If you thought that the suffering of the Syrian civilians has ended, you are mistaken. The near disappearance of Syria from U.S. news does not mean that the brutal civil war there is over. One of the worst humanitarian crises in the world is actually worse than it was a year ago.

There is a sense that the world has deserted Syrians. Help of every kind is still much needed.

So far up to half a million Syrians have died. One quarter of the population, or over 5.4 million Syrians are refugees, and 6.1 million are internally displaced persons. Cities have been destroyed.

Since last year, the number of Syrian refugees has actually increased by more than 600,000. In the north, more than 270,000 civilians have been displaced in Idlib provence in the past few weeks after an orchestrated campaign by Assad troops and Russian jets, and Turkey has just opened a new front to clear its southern border from terrorists and Kurdish separatists.

There are 2.5 million people in Idlib, half of them are internally displaced, with nearly one-tenth of those forcibly moved there after the siege of Aleppo.. Turkey has sealed the border and the weather is extremely cold. Tens of thousands of newly displaced people are cramped in rudimentary camps in miserable conditions.

In the south, Bashar al-Assad’s forces are still using choking agents like chlorine against the children of besieged Douma and other cities in Ghouta, as well as conventional bombs.  More than 400,000 civilians are still under siege by their own government for the sixth consecutive year.

People are still fleeing their homes if they can. Fifteen Syrian refugees have been found frozen to death in northern Lebanon, among them three children. All countries bordering on Syria have locked their borders to refugees.

I have been involved in a dozen medical missions to provide medical care to the victims of the war. In 2016, I was joined by two doctors from Chicago. We were the last American doctors to provide medical care to patients in eastern Aleppo.

The faces of Syrian children I treated are still fresh in my mind. One of them, Mahmoud, was seven when I saw him in the emergency room in underground hospital. He survived a double barrel bombing attack that killed his brother, his sister and the unborn child of his mother Fatima, who was hovering between life and death.

Mahmoud was so traumatized that he was unable to smile. I am not sure if he and his mother are still alive.

Recently Secretary Rex Tillerson outlined a new strategy for the Trump administration in Syria. He declared a U.S. intention  “to maintain a military and diplomatic presence in Syria, to help bring an end to that conflict, and assist the Syrian people as they chart a course to achieve a new political future.” He affirmed the support for “UN-led political process prescribed in U.N. Security Council Resolution 2254, and a stable, unified, independent Syria, under post-Assad leadership, is functioning as a state.”

But there are urgent humanitarian needs that are still not being met, and things are turning catastrophic in Idlib. We cannot let conditions deteriorate further there, or in besieged Ghouta.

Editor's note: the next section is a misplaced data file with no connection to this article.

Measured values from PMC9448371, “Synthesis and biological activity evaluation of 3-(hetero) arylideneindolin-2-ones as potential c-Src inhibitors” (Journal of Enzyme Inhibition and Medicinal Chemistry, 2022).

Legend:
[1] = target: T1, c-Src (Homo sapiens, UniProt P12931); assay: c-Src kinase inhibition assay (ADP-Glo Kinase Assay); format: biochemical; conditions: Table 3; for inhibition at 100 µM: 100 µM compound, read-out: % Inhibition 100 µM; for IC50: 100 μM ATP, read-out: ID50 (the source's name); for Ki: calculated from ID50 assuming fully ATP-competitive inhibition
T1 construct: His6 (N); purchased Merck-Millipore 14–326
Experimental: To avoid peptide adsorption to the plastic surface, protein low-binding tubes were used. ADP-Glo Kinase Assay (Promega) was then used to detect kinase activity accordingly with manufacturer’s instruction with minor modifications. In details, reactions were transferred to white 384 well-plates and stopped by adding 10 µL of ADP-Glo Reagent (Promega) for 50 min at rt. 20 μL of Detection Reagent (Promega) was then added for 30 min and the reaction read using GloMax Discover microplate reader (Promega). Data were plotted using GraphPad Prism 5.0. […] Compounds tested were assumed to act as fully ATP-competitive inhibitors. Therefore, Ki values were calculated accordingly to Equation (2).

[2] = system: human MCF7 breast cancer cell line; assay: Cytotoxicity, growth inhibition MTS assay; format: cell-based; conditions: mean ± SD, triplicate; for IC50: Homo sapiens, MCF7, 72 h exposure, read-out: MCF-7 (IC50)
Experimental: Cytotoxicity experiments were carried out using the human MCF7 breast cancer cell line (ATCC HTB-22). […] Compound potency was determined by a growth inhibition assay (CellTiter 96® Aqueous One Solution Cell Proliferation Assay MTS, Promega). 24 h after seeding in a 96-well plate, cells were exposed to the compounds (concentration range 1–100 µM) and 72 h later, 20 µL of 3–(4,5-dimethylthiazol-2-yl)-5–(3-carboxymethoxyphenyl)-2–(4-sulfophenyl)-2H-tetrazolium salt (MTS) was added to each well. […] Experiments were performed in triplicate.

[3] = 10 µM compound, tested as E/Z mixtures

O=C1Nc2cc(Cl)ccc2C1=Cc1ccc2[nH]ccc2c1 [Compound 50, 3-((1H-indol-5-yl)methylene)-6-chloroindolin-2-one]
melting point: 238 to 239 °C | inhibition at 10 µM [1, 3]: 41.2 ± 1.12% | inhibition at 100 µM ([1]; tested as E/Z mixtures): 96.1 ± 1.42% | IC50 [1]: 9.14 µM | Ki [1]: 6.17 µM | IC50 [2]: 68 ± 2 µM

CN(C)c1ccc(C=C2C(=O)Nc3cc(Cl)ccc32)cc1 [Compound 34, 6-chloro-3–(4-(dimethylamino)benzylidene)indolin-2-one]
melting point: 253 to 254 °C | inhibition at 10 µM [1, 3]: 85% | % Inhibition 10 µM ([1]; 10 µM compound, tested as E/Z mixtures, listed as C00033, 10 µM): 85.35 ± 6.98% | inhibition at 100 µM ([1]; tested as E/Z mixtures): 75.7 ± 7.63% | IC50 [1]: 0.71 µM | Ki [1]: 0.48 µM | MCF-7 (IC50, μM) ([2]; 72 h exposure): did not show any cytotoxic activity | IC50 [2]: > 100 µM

Thankfully, at home, the Trump administration has renewed Temporary Protected Status for 6,900 Syrians here, a very small number, but decided not to extend the protection to Syrians who legally traveled to the U.S. after August 1, 2016. Their lives are threatened if they go back, and it is unconscionable to force them back to bombing and torture. More than 20,000 Syrians have died in Assad prisons, as documented by the U.S. Holocaust Museum.

The United States has effectively shut the door in the face of Syrian refugees after accepting a meager 20,000 in total. That is am embarrassingly low number. Canada, on the other hand, resettled almost 50,000 of them. Compare that to our recent history when we accepted 140,000 Vietnamese in eight months, more than 300,000 Cubans and 325,000 Soviet Jews.

Vladimir Putin holds the keys to the political solution in Syria, a situation that must change. Russia has been trying to bypass Geneva peace talks and the U.N. altogether by organizing a conference in Sochi to keep Assad in power indefinitely. That would have a disastrous consequences.

We need to continue to seek accountability and justice for the victims of torture, chemical weapon use and rape in Syria by referring the perpetrators and those who gave the orders to International Criminal Court or establishing a special court to do the same thing.

Recently, dozens of humanitarian and business leaders in the Syrian diaspora created a platform called the Syria Revival Initiative, SRI, to lay the grounds for lasting peace by promoting national reconciliation linked to transitional justice, women empowerment and stabilization interventions in areas that were liberated from ISIS. The Initiative is working with different regional and global faith groups and churches. Faith leaders must play an important role in the next phase in Syria.

The Initiative wants to play a significant role in the post-crisis recovery and the return of refugees. Such efforts need to be embraced and supported in Washington.

Secretary Tillerson said that “consistent with our values, America has the opportunity to help a people which has suffered greatly. We must give Syrians a chance to return home and rebuild their lives. The safe and voluntary return of Syrian refugees serves the security interests of the United States, our allies, and our partners.”

He added that “It will be impossible to ensure stability on one end of the Mediterranean, in Europe, if chaos and injustice prevail on the other end, in Syria.”

It will take more than words to ensure that the chaos and injustice end. It will take greater humanitarian, diplomatic and even military effort than we are yet delivering.

Secretary Tillerson is right about what will happen if we fail to do so.